Thin-film-on-steel sensors, on the other hand, have a significantly thicker membrane. However, it is usually made of a material unsuitable for hydrogen (17-4PH or 1.4542), i.e. a martensitic high-performance steel with a rather low nickel content. Austenitic steels with a nickel content of more than approx. 13 percent are considered hydrogen-compatible. Therefore, alternative steel alloys must be used. Due to the principle, a high yield point is required so that the membrane and thus the sputtered resistance bridges can stretch so much that a usable signal is generated. Unfortunately, many H2-compatible steels such as AISI316L do not meet this requirement. If steel sensors with AISI316L membranes are used, they are usually not equipped with the long-term stable sputtered resistance bridge, but have a coating that shows a greater change in resistance with the same strain that is often more susceptible to signal drift.
A major challenge is to find suitable steel alloys that are H2-compatible and at the same time suitable for the construction of thin-film sensors. For thin-film-on-steel cells with sputtered resistors, there are some austenitic steel alloys with a high nickel content that also have a sufficient yield point and are therefore fundamentally suitable. But for the sensor manufacturer, the difficulty with these steels is to get them from a manufacturer with the material quality that allows long-term stable, low-drift sensors to be made from it. Critical parameters are usually the homogeneity of structure, alloy and thermal treatment. Tests by Trafag with its own sensors made of various alloys and sensors from competitors have shown that many of the solutions offered today have significantly more long-term drift than conventional sensors for air or oil. Thanks to extensive experience, many years of intensive research and countless tests, Trafag has succeeded in developing a thin-film-on-steel sensor made of hydrogen-compatible steel, the long-term stability of which is significantly better than that of most of its competitors.
Long-term stability performance criterion
The long-term stability of hydrogen pressure sensors is now the main criterion when evaluating pressure transmitters. Because the design and size, electronics and mechanical structure are mostly taken from proven industrial pressure sensors, they almost always meet the requirements of hydrogen applications. The long-term stability of the sensor, i.e. that the measurement accuracy does not change, or changes only slightly over the period of use, is critical in hydrogen applications in particular. Poor long-term stability is primarily reflected in the zero point drift, which means that the signal no longer shows zero when there is no pressure. During testing, the embrittlement, which is very often mentioned in the literature as the biggest problem, did not occur with Trafag sensors. The bursting tests of the standard sensors, i.e. made of non-hydrogen-compatible material, did not show any measurable reduction in the burst pressure, even after prolonged use in a hydrogen environment, but the signals did show masive drift. In the application, three parameters in particular have a major influence on the long-term stability of hydrogen pressure sensors:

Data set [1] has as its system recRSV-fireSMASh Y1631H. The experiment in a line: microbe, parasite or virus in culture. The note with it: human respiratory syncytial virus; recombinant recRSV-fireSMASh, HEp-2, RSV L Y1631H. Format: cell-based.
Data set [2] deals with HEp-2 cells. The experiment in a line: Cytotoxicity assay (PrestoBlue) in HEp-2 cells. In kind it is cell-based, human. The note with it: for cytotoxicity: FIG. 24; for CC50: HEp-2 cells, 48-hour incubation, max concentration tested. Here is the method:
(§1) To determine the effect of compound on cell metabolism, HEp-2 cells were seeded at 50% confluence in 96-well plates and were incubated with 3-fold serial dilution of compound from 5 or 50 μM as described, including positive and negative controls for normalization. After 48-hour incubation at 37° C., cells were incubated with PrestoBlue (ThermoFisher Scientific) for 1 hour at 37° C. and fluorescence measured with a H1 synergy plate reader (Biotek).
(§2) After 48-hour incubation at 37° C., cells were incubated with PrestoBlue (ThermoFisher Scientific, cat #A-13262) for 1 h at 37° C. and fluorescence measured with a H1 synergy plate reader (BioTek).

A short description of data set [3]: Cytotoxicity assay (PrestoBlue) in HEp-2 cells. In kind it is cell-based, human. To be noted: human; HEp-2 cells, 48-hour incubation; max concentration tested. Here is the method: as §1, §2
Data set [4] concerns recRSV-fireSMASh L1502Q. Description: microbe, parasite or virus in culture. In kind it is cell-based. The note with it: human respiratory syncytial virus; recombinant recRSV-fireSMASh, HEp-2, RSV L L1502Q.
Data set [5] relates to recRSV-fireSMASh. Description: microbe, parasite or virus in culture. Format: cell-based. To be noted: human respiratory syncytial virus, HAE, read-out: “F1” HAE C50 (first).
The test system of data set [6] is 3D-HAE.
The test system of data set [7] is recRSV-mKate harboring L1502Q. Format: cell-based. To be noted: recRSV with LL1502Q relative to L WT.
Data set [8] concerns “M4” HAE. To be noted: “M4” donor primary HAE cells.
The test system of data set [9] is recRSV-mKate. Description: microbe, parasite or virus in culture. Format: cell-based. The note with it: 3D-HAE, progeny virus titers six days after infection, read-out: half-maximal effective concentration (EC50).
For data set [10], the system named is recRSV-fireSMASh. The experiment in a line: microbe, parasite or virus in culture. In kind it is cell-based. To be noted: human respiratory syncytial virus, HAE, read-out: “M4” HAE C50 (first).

- Pressure: The higher the pressure, the stronger and faster the
diffusion effects. Alternating load cycles can also accelerate the effect because the movement of the structure facilitates the mobility of the hydrogen that has penetrated.
- Temperature: The higher the temperature, the faster the harmful effect of hydrogen manifests itself. The embrittlement decreases again from about 60°C, but the diffusion continues to increase.
- Time: The duration of exposure to hydrogen is critical. The signal deviations only become apparent after a certain time and are not linear.